Some patients have reported skin blistering and discoloration. However, most side effects are rare and affect fewer patients than prescription topical products do.

How Do Cannabis Topical Work?

How do cannabis topicals work? The secret lies within the body’s endocannabinoid system. Scientists are just beginning to figure out how it works, but they do know it affects virtually every function of the body, from nerve operation to the body’s inflammatory response. The endocannabinoid system is broken into three components.

First, some endocannabinoids work a lot like cannabinoids found in the cannabis plant. Second, there are receptors throughout the nervous system that interact with and are triggered by these endocannabinoids.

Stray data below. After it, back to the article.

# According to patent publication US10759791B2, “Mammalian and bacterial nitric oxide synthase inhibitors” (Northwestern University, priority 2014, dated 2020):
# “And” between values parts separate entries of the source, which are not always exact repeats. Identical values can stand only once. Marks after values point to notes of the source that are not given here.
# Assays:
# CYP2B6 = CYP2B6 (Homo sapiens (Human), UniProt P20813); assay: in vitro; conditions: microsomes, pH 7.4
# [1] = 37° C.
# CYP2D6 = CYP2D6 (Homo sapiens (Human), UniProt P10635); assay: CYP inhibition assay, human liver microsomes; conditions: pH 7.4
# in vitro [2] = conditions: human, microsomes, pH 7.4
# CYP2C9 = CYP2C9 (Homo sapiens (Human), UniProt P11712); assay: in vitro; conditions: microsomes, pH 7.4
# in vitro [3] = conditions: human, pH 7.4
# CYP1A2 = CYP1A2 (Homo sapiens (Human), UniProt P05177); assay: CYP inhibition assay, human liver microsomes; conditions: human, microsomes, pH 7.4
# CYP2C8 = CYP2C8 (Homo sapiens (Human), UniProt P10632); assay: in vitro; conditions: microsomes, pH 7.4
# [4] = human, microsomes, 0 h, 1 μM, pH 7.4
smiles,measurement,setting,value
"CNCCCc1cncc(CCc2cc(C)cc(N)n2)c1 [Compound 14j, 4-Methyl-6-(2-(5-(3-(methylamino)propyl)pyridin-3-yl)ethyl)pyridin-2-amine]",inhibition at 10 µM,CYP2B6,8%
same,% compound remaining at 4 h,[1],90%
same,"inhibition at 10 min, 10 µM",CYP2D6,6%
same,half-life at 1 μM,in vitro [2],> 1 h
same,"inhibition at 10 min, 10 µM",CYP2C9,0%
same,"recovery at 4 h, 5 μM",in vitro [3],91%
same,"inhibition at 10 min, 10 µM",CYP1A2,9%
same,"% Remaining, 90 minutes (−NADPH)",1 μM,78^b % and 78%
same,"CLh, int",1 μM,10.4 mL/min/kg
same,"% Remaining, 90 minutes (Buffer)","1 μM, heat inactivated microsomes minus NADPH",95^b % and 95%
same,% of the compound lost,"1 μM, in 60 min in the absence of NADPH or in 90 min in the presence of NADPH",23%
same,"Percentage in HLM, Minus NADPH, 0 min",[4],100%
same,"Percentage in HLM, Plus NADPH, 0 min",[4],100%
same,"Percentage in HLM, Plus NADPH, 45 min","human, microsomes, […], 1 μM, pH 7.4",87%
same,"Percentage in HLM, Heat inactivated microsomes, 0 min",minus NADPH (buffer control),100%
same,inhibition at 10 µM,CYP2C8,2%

Finally, there are metabolic enzymes responsible for breaking down the body’s endocannabinoids. Cannabis topicals introduce cannabinoids to the body’s endocannabinoid system, where they interact with the nervous system to create a localized, immediate reaction, such as pain relief or a reduction in inflammation.

Note that both THC and CBD can bind with these receptors, but because the THC doesn’t enter the bloodstream, it doesn’t provide any psychoactive effects (you will not get high from using a THC salve).

How to Make Cannabis Topical Cream?

Interested in making weed topicals? It’s a pretty simple process and you can do it at home without any special equipment. Note that the process we’ll talk about can be used with either THC or CBD.

The first step you’ll need to take is called decarboxylation. This is the process of activating the THC in your flower (you’ll need raw cannabis flower, too). Just line a baking sheet with parchment paper, add your flower, and then bake it at 250 degrees F for around 30 minutes. If you’re shooting for CBD activation instead of THC, you’ll need to bake it for around an hour.